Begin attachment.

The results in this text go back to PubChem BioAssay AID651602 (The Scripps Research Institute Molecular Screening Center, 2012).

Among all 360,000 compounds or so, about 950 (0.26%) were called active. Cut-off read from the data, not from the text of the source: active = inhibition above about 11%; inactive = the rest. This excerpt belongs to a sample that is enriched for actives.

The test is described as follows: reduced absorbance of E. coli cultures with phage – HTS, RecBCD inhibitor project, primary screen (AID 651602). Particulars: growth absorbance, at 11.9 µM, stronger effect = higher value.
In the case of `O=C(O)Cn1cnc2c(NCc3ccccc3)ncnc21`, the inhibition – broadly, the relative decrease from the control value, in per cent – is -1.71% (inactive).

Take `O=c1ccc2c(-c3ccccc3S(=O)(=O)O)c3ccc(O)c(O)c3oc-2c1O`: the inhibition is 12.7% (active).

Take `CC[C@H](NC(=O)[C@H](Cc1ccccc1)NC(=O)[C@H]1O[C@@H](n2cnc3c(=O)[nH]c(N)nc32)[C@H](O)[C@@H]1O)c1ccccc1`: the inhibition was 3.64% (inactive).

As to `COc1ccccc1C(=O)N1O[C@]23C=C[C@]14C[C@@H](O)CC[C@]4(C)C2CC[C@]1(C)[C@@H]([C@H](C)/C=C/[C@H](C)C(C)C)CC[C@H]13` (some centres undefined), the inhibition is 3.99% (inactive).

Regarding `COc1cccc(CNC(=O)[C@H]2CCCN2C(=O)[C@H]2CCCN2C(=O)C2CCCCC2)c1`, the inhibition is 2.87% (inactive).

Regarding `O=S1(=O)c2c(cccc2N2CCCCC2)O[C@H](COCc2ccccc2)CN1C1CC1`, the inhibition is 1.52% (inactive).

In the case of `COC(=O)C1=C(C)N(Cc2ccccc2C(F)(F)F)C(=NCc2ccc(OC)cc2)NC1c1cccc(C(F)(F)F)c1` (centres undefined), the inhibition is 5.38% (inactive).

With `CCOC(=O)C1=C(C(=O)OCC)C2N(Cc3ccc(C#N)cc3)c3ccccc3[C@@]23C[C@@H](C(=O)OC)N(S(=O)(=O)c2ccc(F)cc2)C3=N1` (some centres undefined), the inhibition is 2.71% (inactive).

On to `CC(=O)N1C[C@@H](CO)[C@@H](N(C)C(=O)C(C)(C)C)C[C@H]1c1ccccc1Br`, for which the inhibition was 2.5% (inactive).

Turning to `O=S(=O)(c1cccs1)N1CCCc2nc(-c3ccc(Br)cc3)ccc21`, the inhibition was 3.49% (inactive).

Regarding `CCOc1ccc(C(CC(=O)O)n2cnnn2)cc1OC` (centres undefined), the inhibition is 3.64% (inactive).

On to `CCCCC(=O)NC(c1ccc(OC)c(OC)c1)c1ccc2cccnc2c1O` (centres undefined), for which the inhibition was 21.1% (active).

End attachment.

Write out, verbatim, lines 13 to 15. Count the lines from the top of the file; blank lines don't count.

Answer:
Turning to `O=S(=O)(c1cccs1)N1CCCc2nc(-c3ccc(Br)cc3)ccc21`, the inhibition was 3.49% (inactive).

Regarding `CCOc1ccc(C(CC(=O)O)n2cnnn2)cc1OC` (centres undefined), the inhibition is 3.64% (inactive).

On to `CCCCC(=O)NC(c1ccc(OC)c(OC)c1)c1ccc2cccnc2c1O` (centres undefined), for which the inhibition was 21.1% (active).